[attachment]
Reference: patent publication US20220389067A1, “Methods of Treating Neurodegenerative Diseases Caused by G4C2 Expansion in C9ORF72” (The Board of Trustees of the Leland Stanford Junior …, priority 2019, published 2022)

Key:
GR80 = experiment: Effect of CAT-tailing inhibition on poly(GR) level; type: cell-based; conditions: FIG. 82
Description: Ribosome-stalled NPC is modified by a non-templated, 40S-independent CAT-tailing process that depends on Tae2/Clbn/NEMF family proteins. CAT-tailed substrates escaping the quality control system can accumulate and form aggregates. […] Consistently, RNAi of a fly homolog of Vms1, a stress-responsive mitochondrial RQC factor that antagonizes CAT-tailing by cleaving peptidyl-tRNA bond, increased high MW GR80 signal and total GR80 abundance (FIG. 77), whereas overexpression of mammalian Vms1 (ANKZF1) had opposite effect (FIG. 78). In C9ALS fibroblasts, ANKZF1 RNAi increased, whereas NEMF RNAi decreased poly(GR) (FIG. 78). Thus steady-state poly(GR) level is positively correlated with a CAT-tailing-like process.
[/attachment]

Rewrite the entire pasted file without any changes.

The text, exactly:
Reference: patent publication US20220389067A1, “Methods of Treating Neurodegenerative Diseases Caused by G4C2 Expansion in C9ORF72” (The Board of Trustees of the Leland Stanford Junior …, priority 2019, published 2022)

Key:
GR80 = experiment: Effect of CAT-tailing inhibition on poly(GR) level; type: cell-based; conditions: FIG. 82
Description: Ribosome-stalled NPC is modified by a non-templated, 40S-independent CAT-tailing process that depends on Tae2/Clbn/NEMF family proteins. CAT-tailed substrates escaping the quality control system can accumulate and form aggregates. […] Consistently, RNAi of a fly homolog of Vms1, a stress-responsive mitochondrial RQC factor that antagonizes CAT-tailing by cleaving peptidyl-tRNA bond, increased high MW GR80 signal and total GR80 abundance (FIG. 77), whereas overexpression of mammalian Vms1 (ANKZF1) had opposite effect (FIG. 78). In C9ALS fibroblasts, ANKZF1 RNAi increased, whereas NEMF RNAi decreased poly(GR) (FIG. 78). Thus steady-state poly(GR) level is positively correlated with a CAT-tailing-like process.